The first full-length consideration of Auden as a homosexual poet, this volume shows that Auden's career was tied to a process of gay self-interrogation unparalleled in modern poetry and argues that he was driven by a powerful yearning to comprehend the psychological, political, and ethical implications of same-sex desire.
Auden's theories about poetry in the 1930s and after reflected an intense concern with how to write publicly as a homosexual poet. That struggle was made manifest in his love poetry, which Bozorth argues constitutes a kind of "erotic autobiography" exploring the distinct challenges of homosexual love.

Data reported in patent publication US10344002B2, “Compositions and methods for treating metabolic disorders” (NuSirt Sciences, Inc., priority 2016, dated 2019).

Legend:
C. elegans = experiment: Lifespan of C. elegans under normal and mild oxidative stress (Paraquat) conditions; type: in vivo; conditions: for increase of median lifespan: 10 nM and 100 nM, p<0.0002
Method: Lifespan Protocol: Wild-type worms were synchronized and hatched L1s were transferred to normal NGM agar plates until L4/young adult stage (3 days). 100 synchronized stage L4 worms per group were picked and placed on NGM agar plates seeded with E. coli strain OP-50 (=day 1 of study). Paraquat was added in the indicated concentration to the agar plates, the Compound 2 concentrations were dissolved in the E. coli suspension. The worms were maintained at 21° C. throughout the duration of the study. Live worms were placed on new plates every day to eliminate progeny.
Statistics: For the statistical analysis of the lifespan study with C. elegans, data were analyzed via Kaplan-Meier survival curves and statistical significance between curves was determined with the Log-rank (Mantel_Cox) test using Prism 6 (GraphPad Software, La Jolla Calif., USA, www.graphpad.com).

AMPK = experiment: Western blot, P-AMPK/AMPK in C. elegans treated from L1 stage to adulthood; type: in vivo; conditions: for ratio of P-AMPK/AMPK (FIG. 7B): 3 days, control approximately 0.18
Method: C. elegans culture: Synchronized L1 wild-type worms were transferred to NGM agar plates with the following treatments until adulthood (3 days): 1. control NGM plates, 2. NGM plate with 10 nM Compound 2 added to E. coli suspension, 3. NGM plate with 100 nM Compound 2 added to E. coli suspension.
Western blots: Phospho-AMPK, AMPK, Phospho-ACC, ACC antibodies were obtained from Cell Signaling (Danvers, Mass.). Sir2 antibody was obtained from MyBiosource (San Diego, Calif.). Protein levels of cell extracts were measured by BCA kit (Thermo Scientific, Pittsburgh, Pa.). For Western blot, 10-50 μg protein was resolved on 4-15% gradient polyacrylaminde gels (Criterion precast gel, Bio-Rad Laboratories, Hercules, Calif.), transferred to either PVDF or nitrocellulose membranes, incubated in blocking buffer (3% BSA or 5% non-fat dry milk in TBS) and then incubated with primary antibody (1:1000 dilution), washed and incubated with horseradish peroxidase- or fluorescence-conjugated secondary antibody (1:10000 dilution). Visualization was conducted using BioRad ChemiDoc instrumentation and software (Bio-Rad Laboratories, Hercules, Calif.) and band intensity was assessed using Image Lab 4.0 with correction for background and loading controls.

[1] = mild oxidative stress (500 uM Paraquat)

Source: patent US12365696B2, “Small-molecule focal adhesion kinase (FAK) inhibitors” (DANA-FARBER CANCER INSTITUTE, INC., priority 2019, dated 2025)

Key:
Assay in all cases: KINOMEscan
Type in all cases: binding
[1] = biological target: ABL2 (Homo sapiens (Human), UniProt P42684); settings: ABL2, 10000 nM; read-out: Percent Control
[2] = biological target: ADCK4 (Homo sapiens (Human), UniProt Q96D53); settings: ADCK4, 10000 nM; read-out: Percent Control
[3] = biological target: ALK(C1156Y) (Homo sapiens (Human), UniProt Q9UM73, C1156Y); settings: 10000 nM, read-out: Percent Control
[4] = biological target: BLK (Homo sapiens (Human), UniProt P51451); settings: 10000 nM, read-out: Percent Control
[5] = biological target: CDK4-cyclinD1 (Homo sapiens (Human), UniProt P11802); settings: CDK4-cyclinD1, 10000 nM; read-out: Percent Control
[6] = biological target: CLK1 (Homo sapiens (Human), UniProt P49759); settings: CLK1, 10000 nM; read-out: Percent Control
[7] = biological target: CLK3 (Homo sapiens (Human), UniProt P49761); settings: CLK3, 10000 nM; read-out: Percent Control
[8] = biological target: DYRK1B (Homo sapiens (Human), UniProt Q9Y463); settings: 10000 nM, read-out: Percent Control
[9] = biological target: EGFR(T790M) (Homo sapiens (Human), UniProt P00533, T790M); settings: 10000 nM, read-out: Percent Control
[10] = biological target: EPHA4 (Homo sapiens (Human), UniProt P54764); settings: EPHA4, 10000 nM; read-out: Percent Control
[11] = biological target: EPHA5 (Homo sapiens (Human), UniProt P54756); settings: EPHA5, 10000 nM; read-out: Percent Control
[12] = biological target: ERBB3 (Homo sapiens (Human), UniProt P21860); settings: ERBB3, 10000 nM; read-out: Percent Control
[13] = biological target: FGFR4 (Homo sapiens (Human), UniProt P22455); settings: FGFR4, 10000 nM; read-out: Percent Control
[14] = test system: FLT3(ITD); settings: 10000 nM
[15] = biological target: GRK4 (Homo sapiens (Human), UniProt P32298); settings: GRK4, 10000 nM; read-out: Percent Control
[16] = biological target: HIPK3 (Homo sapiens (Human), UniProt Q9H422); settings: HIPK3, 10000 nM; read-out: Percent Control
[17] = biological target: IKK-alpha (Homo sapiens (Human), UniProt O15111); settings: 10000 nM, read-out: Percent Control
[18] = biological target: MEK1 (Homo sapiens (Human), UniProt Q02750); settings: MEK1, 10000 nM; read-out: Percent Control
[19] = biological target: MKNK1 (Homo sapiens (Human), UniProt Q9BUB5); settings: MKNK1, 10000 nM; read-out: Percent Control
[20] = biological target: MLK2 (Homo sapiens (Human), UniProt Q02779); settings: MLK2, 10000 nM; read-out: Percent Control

Bozorth's approach is manifold, examining the poet's engagements with avant-garde poetics, gay subculture, psychoanalysis, leftist politics, and theology. This book proposes that from his early fascination with secret agent and trickster figures to his later theories of poetry as an I-Thou relation, Auden viewed poetry as a fictional but primal erotic encounter with the reader.
Bozorth (Southern Methodist U.) argues that British poet W. H. Auden's (1907-73) work embodies a process of homosexual self- interrogation that has few parallels in modernist literature. His preoccupation with the relationship between the private, the personal, and the political, he argues, reflected his negotiation of traditional constraints on gay, lesbian, and queer writers to speak publicly. Annotation c. Book News, Inc., Portland, OR (booknews.com)